I got an email from a newspaper that quit carrying my column because I mentioned the topic of suicide too often. They felt it was too morbid.
Never mind that there has been a 30 percent rise in suicide in the last few years. Never mind that suicide was recently named as the second leading cause of death for young people aged 10 to 34. Never mind that, on average, there are 132 suicides each day in America.
Just quit writing about it was the newspaper’s advice to me.
Oddly enough, a few nights later, I did my one-man show for a gracious audience near Mentone, Alabama. Then I signed books and hugged necks. And to my surprise, there seemed to be a common theme among audience members after the show.
One of the first women to hug me was an older woman from North Georgia, whose mother died by her own hand. The woman locked herself in an idling car in the garage and they found her the next morning. There was a note written in lipstick on the bathroom mirror. “I’m sorry,” her last message said.
The lady in line hugged my neck and said, “Thank you for talking about it.”
I met another woman who had once been in law enforcement. She hugged my neck and we talked about this and that. Finally, she told me that someone in her family had died this way, too. She hugged me and she even kissed my cheek. “I’m glad you talk about it,” she said.
But wait, I’m just getting started.
That same night I met a man who came from Tennessee. His father took his own life when he was in grade school. He was just a boy when he found his father’s remains in the laundry room. He’s been in therapy for 40 years.
“Talking about it is what saved me,” the man said.
I met a woman who drove several hours to attend our show. She wrote me a four-page letter about her beautiful son, who passed away in the same manner at age 25. We embraced. Tears were shed. She gave me a bracelet she had printed. The bracelet said, “Stay.” As in: “Don’t leave this world. Stay.”
“Talking about it is so hard for me,” she said. “But I’m trying to talk about it more with people who understand.”
Next, I met an older man whose son would have been 39 this year. His son was an army veteran. The man was wearing a shirt that said, “Love all, y’all.” I asked what the shirt was about. He said it was the last note his son left to his family.
We hugged each other’s necks.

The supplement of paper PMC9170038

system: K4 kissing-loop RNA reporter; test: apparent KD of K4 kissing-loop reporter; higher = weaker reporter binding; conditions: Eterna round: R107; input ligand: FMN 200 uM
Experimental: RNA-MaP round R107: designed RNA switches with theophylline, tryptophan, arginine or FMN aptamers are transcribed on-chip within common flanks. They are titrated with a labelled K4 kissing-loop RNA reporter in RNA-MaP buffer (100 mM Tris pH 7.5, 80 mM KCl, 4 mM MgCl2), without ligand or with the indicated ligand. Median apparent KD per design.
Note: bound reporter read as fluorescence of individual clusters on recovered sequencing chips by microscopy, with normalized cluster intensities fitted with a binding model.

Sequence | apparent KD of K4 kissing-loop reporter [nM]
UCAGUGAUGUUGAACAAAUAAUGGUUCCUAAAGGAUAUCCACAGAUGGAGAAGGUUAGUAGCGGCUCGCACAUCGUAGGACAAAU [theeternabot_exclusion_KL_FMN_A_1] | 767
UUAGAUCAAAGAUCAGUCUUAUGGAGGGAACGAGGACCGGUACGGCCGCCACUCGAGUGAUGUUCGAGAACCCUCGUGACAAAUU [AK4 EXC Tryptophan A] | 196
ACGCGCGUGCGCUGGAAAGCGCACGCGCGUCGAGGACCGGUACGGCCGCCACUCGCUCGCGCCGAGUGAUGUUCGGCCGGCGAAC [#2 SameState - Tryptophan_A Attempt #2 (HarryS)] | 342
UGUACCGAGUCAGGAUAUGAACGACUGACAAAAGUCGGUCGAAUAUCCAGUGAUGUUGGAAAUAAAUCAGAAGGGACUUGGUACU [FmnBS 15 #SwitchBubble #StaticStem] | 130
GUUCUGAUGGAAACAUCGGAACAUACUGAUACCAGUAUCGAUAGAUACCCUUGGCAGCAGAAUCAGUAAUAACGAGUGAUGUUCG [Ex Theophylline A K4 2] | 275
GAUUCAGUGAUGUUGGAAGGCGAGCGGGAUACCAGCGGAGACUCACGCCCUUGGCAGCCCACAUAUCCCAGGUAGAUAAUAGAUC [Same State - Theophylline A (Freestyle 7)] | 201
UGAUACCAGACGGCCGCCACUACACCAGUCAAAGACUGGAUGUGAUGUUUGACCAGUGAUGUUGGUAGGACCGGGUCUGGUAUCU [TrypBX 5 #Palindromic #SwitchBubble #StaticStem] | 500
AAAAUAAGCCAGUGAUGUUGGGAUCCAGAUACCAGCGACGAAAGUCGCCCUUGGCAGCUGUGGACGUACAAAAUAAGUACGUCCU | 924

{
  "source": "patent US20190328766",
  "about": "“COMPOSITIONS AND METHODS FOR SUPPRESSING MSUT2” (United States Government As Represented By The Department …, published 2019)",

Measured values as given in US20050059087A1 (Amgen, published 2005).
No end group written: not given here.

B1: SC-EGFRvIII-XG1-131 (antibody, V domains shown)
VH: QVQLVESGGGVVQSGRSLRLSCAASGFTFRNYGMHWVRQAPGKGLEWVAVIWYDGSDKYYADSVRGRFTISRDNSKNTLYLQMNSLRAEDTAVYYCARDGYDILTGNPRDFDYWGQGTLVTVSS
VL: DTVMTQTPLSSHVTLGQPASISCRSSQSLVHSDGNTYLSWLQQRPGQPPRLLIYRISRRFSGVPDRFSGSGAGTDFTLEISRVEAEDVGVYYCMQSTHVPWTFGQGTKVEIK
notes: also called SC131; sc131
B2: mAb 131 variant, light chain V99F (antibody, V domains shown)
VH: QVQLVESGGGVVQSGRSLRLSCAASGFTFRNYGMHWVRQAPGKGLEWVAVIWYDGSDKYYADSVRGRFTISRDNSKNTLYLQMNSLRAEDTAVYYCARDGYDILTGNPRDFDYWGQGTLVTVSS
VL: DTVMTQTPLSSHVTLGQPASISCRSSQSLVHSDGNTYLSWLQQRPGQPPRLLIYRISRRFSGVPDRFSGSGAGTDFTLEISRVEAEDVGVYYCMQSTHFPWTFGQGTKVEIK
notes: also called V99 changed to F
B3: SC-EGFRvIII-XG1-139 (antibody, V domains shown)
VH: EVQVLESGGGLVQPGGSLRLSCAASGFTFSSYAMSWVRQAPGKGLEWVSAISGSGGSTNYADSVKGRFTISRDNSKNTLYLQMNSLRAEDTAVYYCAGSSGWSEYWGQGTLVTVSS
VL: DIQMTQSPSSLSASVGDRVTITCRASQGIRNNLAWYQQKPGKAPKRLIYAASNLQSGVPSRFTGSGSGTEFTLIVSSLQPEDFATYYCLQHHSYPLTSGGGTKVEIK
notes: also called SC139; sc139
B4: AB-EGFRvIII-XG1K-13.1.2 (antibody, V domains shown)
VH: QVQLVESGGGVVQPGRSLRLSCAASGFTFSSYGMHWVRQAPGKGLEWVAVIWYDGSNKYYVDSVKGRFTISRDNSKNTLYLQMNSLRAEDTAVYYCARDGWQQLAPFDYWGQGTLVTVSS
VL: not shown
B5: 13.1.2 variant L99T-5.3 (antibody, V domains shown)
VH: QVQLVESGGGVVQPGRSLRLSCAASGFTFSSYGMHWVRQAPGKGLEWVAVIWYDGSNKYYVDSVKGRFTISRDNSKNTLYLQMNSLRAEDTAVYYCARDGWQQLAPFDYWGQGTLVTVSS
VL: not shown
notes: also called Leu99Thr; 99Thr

“Keep writing about it,” the man said.
I met a young woman from West Virginia whose father killed himself when she was 18. Two years later, her brother killed himself, too. Her mother was later admitted to a psychiatric rehab. This woman has suffered her entire life with crippling anxiety and depression.
“I was afraid to come tonight,” she said. “I haven’t left the house in a long time. But I wanted to be here.” Then she embraced me and said, “It’s so hard to talk about, but I’m trying.”
Please don’t misunderstand me, my life as a writer is not built expressly on writing about suicide. But the truth is, I am a child of suicide. I can never un-be this.
So yeah, I’ve written a lot about it because suicide painted every corner of my life. I grew up beneath its shadow. I bore the weight of my father’s dramatic death every day, just like millions of others do. Millions. I am not unique.
Oh, I wanted to get away from it. I wanted to never talk about it again. Because suicide ruined me. It ruined my mother. It ruined my sister. It destroyed my extended family and excommunicated me from aunts, uncles, cousins and old friends. It made me a freak. Because that’s the deal. Suicide doesn’t just kill people, it kills entire families.
In my family we never talked about it. It was a subject we tucked into the recesses of our lives hoping it would disappear. As a result, I had night terrors every night until my mid-thirties. Anxiety became my constant companion. Depression is on my playlist.
But for the last decade or so, with the guidance of some very wise people, I’ve been writing about it. Talking about it. Talking to others about it. Dealing with it. I’ve come a long way. But I still have far to go.
So I won’t quit talking about it. Because speaking openly about suicide is the only way to get to the truth of the matter.
And you know what they say the truth shall do to you.